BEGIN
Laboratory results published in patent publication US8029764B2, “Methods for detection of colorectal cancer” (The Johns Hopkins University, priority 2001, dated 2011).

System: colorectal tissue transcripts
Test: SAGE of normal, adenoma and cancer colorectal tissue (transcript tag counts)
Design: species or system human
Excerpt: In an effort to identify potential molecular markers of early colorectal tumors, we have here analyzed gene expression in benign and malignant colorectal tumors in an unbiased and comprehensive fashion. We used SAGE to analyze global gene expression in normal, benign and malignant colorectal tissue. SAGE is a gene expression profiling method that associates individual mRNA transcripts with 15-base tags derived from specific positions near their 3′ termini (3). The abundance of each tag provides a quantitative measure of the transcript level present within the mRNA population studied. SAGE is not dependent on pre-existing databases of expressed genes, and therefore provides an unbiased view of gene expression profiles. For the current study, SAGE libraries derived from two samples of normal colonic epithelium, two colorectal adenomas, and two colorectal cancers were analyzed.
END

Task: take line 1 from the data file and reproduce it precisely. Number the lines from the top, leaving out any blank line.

Laboratory results published in patent publication US8029764B2, “Methods for detection of colorectal cancer” (The Johns Hopkins University, priority 2001, dated 2011).